Ed note: After a summer filled with cruising along the Mediterranean and
conducting final preparations for their big voyage, Scott and Mary Flanders
left this weekend for the Canary Islands - their first stop in their great
adventure that takes them from Gibraltar to New Zealand by way of Cape Horn.
The Flanders will be keeping us updated on their journey with weekly log
reports for the duration of their 18-month cruise.
Saturday, September 16, 2006
It is 1206 PM. M/V Egret is 37.8nm off the west coast of Morocco steaming
on a course of 232 degrees at 6.6 knots, 1400 rpm, 1.8gph. There are 6-8'
sea swells on the beam with a little wind chop on top. Mr Naiad is handling
that nicely. Las Palmas, Grand Canaria (Canary Islands) lies 603nm ahead.
After hauling to install line cutters in Sotogrande, Spain this week Egret
departed with a perfectly clean bottom and virtually everything aboard as
good as it can be. Mary wiped the entire bottom with a very green towel
removing the little slime we had grow on our Turkish bottom paint. I gave
the bottom a 'yacht brokers' bottom job. This is painting a belly band and
the bow area. I made an exact pattern for the v-block line cutter mount
using digital micrometers and a compass. The Spanish worker cut up my
beautiful work with a dull pair of scissors for a pattern. (a weed eater
would have done better) I drew arbitrary 6mm mounting holes figuring they
would space them correctly. First the piece came back looking like someone
gnawed the piece out of stainless plate. Second they put the holes where I
drew them. We don't tolerate sloppy work on Egret however we had firmed up
our insurance and were really ready to go. I installed the piece myself.
They probably would have used roofing nails and bathtub caulk. It is
strong, not pretty.
The bright spot in the last couple weeks is Egret's knight in shining armor
arrived (probably in casual business dress). Al Golden of IMIS insurance
wrapped up in four days what others couldn't do in 2 months. Egret is
insured under their 'Jackline' program. Al is a real boater and understands
long distance cruisers. Others flock to the white Clorox bottle marina
queens who disappear in hurricanes, marina fires or driven into mayhem by
clueless operators. Long distance cruisers rarely have these issues.
Al@IMIScorp.net Al has Egret's vote.
Egret took the first in many steps to New Zealand yesterday by fueling in
Gibraltar. We took on a little over 1000 gallons at the wonderful price,
for the Med, of $2.41/gal. This will be the last inexpensive fuel until
Usuhuia, Argentina where they have subsidized fuel. We also have 150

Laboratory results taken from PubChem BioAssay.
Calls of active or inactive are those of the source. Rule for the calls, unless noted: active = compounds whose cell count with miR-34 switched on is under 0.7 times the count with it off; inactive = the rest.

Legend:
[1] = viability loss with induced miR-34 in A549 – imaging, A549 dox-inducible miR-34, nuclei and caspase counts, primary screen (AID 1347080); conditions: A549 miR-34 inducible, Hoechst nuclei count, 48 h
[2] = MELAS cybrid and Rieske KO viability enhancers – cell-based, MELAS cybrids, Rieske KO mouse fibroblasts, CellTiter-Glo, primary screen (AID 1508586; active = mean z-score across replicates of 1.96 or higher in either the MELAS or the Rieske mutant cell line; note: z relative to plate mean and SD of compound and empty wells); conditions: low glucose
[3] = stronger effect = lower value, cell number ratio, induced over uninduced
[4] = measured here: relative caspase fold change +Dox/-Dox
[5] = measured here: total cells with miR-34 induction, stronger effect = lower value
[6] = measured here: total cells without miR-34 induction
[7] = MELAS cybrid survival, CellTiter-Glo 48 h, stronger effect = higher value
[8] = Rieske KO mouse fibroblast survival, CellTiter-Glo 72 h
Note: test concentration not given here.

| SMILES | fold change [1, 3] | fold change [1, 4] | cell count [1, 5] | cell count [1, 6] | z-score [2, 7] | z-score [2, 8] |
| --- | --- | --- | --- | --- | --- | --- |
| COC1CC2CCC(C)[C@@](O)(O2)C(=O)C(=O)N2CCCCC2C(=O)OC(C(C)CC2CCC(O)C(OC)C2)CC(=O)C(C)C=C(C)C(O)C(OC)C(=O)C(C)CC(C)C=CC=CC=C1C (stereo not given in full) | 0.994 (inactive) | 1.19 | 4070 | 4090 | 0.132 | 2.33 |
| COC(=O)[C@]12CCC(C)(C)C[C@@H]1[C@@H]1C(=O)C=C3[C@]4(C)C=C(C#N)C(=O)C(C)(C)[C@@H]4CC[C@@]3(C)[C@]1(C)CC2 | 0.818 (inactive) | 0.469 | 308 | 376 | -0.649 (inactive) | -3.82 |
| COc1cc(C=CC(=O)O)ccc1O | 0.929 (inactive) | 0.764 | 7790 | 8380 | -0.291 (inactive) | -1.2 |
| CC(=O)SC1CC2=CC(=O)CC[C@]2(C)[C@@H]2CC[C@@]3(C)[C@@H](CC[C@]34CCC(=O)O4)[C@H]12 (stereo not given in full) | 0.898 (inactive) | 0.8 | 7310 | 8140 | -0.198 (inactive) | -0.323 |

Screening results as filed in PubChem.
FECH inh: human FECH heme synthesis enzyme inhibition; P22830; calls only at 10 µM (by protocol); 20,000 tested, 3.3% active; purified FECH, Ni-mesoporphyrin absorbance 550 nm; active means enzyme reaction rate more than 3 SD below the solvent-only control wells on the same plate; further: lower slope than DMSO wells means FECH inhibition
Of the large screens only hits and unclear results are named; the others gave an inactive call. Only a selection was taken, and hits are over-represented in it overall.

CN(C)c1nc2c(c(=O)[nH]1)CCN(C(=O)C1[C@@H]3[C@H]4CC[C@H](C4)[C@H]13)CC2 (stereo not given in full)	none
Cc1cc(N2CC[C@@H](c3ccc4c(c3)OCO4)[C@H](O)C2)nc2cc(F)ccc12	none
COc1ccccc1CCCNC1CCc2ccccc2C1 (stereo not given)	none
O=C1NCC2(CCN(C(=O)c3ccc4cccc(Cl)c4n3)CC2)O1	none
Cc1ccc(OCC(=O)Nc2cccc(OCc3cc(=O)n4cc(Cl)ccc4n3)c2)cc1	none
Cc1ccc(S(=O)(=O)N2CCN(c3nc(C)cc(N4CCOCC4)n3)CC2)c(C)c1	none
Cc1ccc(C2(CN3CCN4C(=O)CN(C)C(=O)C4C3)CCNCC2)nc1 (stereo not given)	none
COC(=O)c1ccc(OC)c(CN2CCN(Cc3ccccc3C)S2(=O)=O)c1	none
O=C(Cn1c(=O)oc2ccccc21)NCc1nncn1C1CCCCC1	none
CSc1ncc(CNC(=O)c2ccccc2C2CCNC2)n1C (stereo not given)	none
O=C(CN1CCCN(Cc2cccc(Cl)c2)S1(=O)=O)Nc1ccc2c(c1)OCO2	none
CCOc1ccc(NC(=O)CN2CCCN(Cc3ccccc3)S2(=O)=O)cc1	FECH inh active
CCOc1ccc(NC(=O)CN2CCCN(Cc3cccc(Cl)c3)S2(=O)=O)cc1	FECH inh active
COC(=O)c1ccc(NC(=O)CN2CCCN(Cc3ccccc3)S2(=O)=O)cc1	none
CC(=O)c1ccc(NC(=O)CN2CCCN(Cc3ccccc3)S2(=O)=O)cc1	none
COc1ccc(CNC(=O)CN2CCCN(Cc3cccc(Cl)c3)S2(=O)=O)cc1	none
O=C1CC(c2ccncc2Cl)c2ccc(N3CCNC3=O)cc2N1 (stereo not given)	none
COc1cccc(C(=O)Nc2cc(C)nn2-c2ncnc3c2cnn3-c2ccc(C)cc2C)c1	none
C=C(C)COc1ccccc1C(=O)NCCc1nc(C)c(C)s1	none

gallons of fuel in a bladder on the foredeck and 45 or so gallons behind the
Portuguese bridge. This a 704nm stability test (to the Canaries) for the
extra weight on deck. We also have an additional 100 gal bladder for the
cockpit and will use it if this works out. Obviously this is a big
compromise but we VERY much don't want to stop at the Cape Verdies on the
3100nm trek to Brazil (from Las Palmas). We can use the stretch in a couple
of other places down the road as well. I might add, we don't NEED to do
this but it is a matter of safety. The Verdies in addition to their usual
problems have been hit with a 108mph hurricane last month to add to their
dilemma. The safety issue is simply not stopping. Egret burns about 40
gallons of fuel a day when stretching. Within our departure weather
forecast the majority of fuel will be in Egret's tanks and off the deck.
The Egret crew left Gibraltar without the slightest bit of trepidation. We
have prepared so long, have tended to so many details the actual thought of
setting off on this wonderful voyage of personal discovery is exciting
beyond exciting. I will say it started slowly. VERY slowly. The absolute
first and last rule for departing Gib is YOU LEAVE WITH THE TIDE!!!!!
Wellll, we left. However, it was the beginning of the flood. From 6.2
knots to .8 knots in 6 miles. Major groan. The good news the 25-30 knots
of wind was with the tide so we had 2' seas. The other good news is we saw
a green flash when the sun set! Beautiful. Must be an omen. Whatta you
The departure forecast from Bob at OMNI weather said once we turned the NW
corner of Morocco we would have a 12 hour bounce. We did. He did say it
will get better all the way to the Canaries. It is.....so far. Thank you
Bob firstname.lastname@example.org Bob was recommended to us by Milt and Judy Baker
aboard Bluewater, Nordhavn 47-32. BW left the Caribbean this spring for
Bermuda with three other boats with three different professional
forecasters. Bob was the most accurate and timely with reports.
After Egret's stay in the Canaries and pick up our friend and capable
crewman, Steve Lawrence, we will take the looooong step. Mary and I invite
you to join the Egret crew on this adventure. It will be a wild ride.
For full Voyage of Egret coverage, click here.